Tuesday, 4 October 2016

Tighnabruiach + Inverarary Castle.

My father-in-law was in the Navy, his father was in the Merchant Navy, and my own husband is going to attempt to row the Atlantic next year. Basically, my in-laws are obsessed with boats. In April, my father-in-law bought a yacht (as you do) and honestly I don't think I've gone a single day since without one of their family talking about it. So I decided it was time I found out what all the fuss was about, and a few weeks ago we headed up to Tighabruiach to spend a couple of days on the boat.

Tighnabruiach is a pretty little village on the Kyles of Bute (basically the mainland north-west of the Isle of Bute). I'd already been reliably informed that it was very picturesque up there, and I wasn't disappointed. Argyll and Bute is in general a really lovely area, but the latter parts of the drive to the village was gorgeous. Being the tourist I am I had to stop to take some pictures (apologies in advance for the grainy look to these, I didn't realise until we got home that my camera was on the wrong ISO setting and I could've cried).

We had been banned from even attempting to move the boat (we've subsequently passed the first stage of Sea Trials - my father-in-law doesn't mess around) so we were just using the boat as a floating caravan. However this meant we had three days worth of clothing, food and accessories to try and get onto the yacht via a tiny little floating deathtrap of a dinghy. Not only that but my husband somehow managed to destroy the outboard engine on said dinghy so he had to row us out there. I've never been scared of water but I did consider quickly texting my family my last will and testament.

Once we finally got out there though the boat was a really relaxing and peaceful place to be. Seeing as it's essentially in the middle of nowhere, it's so quiet. We sat out in the evenings and thanked god we were too far out for midges to attack, and soon some friendly neighbourhood dolphins popped up to say hello. There were even little baby ones, so that alone was worth the near-death experience on the dinghy. We were also treated to some spectacular sunsets, which have become somewhat of a feature of this year for me. Basically the only rubbish thing about the boat is how high the bed in the cabin is; you sleep pretty close to the ceiling so I felt massively claustrophobic and had a panic attack.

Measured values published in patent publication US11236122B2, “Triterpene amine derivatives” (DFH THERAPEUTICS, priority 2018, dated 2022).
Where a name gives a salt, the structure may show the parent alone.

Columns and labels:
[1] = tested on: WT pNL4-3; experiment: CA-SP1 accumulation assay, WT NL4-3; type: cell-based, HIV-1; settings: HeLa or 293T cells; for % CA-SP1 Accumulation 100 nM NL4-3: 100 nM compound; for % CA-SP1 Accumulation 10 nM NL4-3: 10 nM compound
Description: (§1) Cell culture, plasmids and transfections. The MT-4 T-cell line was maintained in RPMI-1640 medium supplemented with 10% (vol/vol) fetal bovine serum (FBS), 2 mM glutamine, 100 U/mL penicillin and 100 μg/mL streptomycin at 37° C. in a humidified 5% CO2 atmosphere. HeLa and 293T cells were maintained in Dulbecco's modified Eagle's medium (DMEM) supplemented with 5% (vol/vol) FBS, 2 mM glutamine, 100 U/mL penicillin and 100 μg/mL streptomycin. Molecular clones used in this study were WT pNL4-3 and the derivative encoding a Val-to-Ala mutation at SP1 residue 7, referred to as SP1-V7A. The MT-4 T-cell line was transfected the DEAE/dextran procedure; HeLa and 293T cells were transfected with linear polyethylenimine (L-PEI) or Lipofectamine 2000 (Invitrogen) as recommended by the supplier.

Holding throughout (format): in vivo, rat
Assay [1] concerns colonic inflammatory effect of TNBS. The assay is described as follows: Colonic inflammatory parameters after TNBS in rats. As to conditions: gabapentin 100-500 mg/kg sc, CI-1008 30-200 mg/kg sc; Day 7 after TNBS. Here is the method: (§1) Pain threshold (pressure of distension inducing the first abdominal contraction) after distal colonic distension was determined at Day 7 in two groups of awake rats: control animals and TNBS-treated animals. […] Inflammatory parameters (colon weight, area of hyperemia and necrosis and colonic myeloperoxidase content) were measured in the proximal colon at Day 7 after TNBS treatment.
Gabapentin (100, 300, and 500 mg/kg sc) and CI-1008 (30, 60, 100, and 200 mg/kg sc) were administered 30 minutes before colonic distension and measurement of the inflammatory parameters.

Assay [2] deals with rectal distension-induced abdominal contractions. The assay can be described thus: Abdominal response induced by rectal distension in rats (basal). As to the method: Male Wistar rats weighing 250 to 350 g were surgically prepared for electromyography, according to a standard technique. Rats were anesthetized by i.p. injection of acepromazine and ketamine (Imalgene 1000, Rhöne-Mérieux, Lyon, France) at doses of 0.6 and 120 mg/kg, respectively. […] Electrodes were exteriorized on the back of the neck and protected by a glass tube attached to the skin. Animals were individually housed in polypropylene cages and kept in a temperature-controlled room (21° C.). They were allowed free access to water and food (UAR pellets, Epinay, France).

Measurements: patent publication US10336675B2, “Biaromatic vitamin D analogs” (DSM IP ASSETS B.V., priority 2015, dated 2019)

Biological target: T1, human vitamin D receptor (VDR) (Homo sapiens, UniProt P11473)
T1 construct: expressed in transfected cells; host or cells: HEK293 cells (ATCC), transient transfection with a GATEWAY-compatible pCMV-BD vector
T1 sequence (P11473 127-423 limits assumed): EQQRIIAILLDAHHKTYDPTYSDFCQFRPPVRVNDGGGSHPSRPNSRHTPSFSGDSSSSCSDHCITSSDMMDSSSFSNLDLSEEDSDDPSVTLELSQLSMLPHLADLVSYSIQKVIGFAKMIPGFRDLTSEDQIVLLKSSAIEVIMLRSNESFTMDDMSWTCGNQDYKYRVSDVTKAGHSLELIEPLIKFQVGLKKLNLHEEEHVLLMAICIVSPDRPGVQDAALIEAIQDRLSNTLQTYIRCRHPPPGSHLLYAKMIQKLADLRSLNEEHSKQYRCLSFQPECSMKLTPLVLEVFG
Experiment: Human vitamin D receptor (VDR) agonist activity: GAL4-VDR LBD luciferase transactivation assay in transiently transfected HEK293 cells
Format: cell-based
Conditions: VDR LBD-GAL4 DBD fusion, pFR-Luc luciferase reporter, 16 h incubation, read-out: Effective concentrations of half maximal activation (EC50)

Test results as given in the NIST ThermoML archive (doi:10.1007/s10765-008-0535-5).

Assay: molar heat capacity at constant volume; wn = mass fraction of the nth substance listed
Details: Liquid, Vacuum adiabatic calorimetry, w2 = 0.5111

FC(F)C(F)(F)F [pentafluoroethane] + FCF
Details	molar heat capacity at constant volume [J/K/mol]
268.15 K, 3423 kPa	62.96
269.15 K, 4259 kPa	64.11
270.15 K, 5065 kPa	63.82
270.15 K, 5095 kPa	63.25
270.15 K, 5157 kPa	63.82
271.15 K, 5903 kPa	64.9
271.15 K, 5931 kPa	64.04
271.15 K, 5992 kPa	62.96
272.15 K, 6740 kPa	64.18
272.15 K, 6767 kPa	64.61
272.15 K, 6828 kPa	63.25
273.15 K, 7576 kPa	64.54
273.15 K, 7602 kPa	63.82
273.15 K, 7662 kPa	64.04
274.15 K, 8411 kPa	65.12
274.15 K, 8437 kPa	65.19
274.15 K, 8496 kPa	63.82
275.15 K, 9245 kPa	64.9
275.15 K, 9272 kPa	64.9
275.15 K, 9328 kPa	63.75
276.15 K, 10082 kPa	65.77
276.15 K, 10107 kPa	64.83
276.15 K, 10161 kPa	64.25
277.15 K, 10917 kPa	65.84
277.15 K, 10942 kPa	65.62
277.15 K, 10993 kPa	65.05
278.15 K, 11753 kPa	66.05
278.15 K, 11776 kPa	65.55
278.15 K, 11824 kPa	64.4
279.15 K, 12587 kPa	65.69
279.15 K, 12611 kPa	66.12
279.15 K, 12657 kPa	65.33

One of the days we were there we decided to head back to dry land and visit nearby Inveraray Castle. I say nearby, it was an hour drive away, but there's not a lot else up there. Inveraray Castle is the home of the Duke of Argyll, and it's a pretty impressive looking building sat on the banks of Loch Fyne, the longest sea loch in Scotland. It was also the filming location for a Christmas edition of Downton Abbey so you know it's proper posh. It wasn't till we got inside that I realised the Duke of Argyll (who, by the way, has the actually amazing name of Torquhil) is the head of Clan Campbell, and if you know anything about Scottish history you'll know that they haven't got the greatest of reputations... (yes it's been 324 years but my best friend is a MacDonald and I have to be loyal... I'm kidding.) (If you've got no clue what I'm on about try Googling 'Glencoe'.)

Anyhoo they have a mighty fine house, and we enjoyed having a look around (even though apparently some of those weapons were from the time of Glencoe... I'll stop now, I promise hahaha) cause let's be real, there's a part of all of us that wishes we were some kind of aristocracy that had a gigantic mansion to piss about in. When will people realise that I'm a bloody princess damn it?!

Honestly as much as I love having a wander round beautiful historical buildings I'm not that sure I'd recommend Inveraray Castle. It's pretty expensive (it was £10 per person when we went) but you only get to see like seven or eight rooms? The gardens are lovely but again they aren't huge, you can walk around what's open within ten minutes. I know that the current Duke and his family live there - mainly cause he walked past us in the gift shop - so obviously you can't see the whole thing, but I've been to a lot of National Trust properties where this is the case and yet you feel like you get a better idea of the building. This felt a little bit like you were just paying directly to the family than maintaining the history of the place; that's totally fine, the family have every right to make money, it's just really different from what I'm used to.

Also the place was absolutely full of family photos of the current Duke and it was a bit like creeping round someone's (really bloody fancy) living room, which was odd. And there's a whole room dedicated to press cuttings about them, including their wedding feature in Hello! magazine... Honestly I'm sure good old Torquhil is a lovely man (and his wife is a Cadbury's heir so she's definitely my kind of woman) but he's literally the captain of Scotland's elephant polo team (who even knew we had one?!) and that makes me feel a bit uneasy. And there's the Campbell thing (I swear I'm joking).

This is extra grainy cause I took it in the dark - that bright light is the moon!
Our time away was really relaxing and just what I love doing - getting out and exploring the parts of this beautiful country I'm really ignorant about. Now that we've been approved for turning on the engine of the boat (just in time for it coming out of the water for winter - yay!) we'll be able to actually move next time we go up there, which is going to be really freeing. I loveee the sea and I'm excited to go seal-spotting and try to avoid crashing into the Isle of Bute (if my father-in-law reads this I won't be allowed anywhere near the boat now).

Have you ever had a holiday on the open seas? Or is this totally not your kind of thing? Let me know!

Check out the rest of my Blogtober posts here!


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